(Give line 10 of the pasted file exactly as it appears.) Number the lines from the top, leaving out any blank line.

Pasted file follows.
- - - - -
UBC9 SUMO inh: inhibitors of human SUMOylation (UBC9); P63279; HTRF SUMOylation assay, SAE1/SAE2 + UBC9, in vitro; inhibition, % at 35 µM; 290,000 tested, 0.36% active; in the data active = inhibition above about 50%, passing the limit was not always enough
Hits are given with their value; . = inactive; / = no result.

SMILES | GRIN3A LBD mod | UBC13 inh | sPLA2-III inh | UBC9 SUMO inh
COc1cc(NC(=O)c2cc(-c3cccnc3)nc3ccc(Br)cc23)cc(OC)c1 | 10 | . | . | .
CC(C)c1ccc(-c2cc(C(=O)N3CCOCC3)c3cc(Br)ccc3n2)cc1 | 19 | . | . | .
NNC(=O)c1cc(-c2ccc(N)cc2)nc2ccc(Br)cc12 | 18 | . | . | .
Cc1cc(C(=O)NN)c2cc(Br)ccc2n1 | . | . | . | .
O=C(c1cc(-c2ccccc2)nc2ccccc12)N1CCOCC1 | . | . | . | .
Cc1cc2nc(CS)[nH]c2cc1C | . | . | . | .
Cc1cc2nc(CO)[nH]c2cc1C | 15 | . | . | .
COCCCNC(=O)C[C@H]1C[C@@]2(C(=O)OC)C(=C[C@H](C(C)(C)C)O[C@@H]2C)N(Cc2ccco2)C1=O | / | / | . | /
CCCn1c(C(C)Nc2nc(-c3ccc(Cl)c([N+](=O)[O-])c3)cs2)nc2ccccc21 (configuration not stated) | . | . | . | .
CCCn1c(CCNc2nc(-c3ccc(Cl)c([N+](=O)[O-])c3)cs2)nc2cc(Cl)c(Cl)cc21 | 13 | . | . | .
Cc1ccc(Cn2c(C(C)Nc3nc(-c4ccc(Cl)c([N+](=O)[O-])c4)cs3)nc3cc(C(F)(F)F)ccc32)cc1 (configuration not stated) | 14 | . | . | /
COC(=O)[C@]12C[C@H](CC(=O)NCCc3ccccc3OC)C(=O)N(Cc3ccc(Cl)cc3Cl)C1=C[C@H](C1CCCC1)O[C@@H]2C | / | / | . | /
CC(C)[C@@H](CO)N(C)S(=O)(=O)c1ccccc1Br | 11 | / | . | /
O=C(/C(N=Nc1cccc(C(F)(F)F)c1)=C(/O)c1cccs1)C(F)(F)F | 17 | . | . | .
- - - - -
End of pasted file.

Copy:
Cc1cc2nc(CO)[nH]c2cc1C | 15 | . | . | .